Learning a new language with Snowflake Books

Snowflake Books’ stories are drawn from ancient Chinese fairytales, they are translations, carefully researched and traditionally illustrated with texts in English and Mandarin, with Pinyin to help pronounciation and selected books even have a CD to listen along.

I was drawn to their books because J’s aunt lives in Shanghai and J and I are both very interested in Chinese traditions and festivals. I thought it would be nice for us to read something together that we could both learn from.  Although the stories are recommended from 5 years plus, J is an adventurous girl and a lover of fantasy stories so we found the books were a good fit for where she is at with her learning, and as she grows she will pick up more of the Mandarin too.

We read The Dragon Princess and the Five Flower Horse. The Dragon Princess, written and illustrated by Jin Jie Ye is a story I am familiar with, but the illustrations really bring it to life! FullSizeRender3

It’s a magical fable, a love story about the dragon princess who lives a wretched life with her husband, she is saved by a kindly stranger who takes a message to her father the dragon king, and the kindly stranger is well rewarded for his bravery and kind act and is reunited with the princess at the end of the tale.

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The Five Flower Horse by Xue Lin and Jian Zhi Qiu is a story about following your heart and your dreams, it’s about a warhorse who loves to dance, if only life were that simple, he must practice and hone his skills to prove himself as a dancer in the face of his disapproving family; he is such a great dancer that the birds and the butterflies come to see him and he is chosen as the emperors best dancing horse.

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Both stories are a delight to read and are beautifully illustrated in vibrant watercolours and with great expression.  The text is just the right size to keep an early reader’s interest; I loved the colour coded words highlighted for practice on each page, with pinyin below, it makes for really easy reading and visualisation.

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J is delighted with these stories and even more delighted to know the word for ‘horse’ in Mandarin (mǎ)!  I wholeheartedly recommend Snowflake Books to inquisitive readers and parents who are interested to share their love of other cultures with their little ones.

Please note, these books were sent to us for review purposes, all views are my own

Migloo’s Day Review: a search and find story book

One of our ‘must haves’ in a reading book is the ‘can you spot’ factor – “can you find a ladybird on every page?” J absolutely loves anything like this, and she’s really good at spotting things too.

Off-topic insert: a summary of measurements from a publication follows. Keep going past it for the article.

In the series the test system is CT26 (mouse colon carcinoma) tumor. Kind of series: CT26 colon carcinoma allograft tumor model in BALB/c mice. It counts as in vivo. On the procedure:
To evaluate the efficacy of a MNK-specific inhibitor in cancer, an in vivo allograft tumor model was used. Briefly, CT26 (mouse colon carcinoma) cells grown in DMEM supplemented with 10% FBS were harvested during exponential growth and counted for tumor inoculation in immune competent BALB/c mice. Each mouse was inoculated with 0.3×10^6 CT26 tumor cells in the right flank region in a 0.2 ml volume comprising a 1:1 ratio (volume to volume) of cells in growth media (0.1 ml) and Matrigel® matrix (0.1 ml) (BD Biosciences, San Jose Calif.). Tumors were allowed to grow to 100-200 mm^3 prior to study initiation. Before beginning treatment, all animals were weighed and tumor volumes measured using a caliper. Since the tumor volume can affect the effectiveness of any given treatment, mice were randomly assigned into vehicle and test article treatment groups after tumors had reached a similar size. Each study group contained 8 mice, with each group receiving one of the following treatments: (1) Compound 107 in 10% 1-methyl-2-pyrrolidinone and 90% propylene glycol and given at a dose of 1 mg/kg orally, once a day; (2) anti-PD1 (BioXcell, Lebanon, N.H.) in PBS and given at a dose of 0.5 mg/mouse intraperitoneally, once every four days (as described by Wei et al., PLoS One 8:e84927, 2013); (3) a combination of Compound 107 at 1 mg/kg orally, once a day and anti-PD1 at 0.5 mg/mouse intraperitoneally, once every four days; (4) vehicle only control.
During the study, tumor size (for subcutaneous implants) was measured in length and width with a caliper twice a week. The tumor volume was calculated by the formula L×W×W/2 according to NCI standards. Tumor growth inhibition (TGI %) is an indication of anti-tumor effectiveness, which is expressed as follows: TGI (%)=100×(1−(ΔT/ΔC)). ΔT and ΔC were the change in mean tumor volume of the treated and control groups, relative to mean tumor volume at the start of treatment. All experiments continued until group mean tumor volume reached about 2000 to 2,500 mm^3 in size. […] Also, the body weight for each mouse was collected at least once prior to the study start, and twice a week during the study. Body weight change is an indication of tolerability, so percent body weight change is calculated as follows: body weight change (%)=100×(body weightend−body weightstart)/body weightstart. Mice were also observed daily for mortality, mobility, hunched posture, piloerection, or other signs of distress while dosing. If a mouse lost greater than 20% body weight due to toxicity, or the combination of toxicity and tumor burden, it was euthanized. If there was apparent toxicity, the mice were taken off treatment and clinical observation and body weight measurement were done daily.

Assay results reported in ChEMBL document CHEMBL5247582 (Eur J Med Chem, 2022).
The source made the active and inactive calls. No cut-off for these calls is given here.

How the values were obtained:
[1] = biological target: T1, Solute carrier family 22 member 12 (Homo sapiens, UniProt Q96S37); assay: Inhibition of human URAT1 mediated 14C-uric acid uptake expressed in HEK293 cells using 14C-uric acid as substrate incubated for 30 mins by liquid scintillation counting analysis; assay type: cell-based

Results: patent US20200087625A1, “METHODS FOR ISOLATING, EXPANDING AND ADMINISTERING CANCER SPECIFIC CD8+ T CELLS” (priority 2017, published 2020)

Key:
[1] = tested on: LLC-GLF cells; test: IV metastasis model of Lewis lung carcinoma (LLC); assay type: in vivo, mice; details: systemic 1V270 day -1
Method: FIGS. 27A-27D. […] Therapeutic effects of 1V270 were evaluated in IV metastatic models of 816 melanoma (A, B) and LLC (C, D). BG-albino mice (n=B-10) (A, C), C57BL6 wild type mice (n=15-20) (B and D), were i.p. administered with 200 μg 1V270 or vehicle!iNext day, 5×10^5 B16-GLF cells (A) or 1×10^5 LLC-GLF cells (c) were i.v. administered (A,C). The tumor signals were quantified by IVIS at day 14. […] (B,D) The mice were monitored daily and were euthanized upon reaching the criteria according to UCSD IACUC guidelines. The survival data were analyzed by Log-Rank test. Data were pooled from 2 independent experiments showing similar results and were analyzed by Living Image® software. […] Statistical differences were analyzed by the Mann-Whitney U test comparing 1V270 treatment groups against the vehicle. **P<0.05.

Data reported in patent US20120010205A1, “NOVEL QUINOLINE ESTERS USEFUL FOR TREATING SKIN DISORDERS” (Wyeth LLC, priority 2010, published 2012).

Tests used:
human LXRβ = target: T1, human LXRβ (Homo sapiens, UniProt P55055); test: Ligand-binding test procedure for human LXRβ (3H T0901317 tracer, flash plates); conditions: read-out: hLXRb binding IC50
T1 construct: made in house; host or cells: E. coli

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Migloo’s Day is perfect for mini-spotters then, a search and find story book by William Bee with oodles of things to find.

The beauty of this book is that the story is delightful, much like the illustrations, as so many search and find books are just that, without the story. Migloo the dog’s day much like ours revolves around delicious foods, he has a great day out taking in lots of places, vehicles and hidden animals and objects, and enjoys lots of delicious treats along the way; when the school bus breaks down it’s Migloo to the rescue and I wont spoil the surprise but yes, his day ends with more food!

There are at least three ‘can you spots’ on each page, and then when you turn to the back of the book there are more clues and more puzzles making suggestions for things to look out for on each page. We started by looking for Migloo amongst the Sunnytown spreads, then did the activities on each page and we’re still looking for the last of the 27 footballs now!

This is the kind of book we’ll keep coming back to, as J will grow into it and get better acquainted with the characters (there must be over 50 of them, hard for her to keep track of at this stage but I love books that grow with her!) and I’m pleased to see that Migloo’s Adventure is also available, as we loved Migloo’s Day so much!

See you soon Migloo!

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Note: we were sent a copy of this book to give our opinion on the story, this Migloo’s Day Review is our honest view of the book in our own words

Mental health and addiction

Since January I’ve been working hard to improve my diet and have joined a healthy eating group. During group meetings I’ve been reflecting on the ease with which I seemed to have slipped into a sugar addiction, and the difficulty kicking it!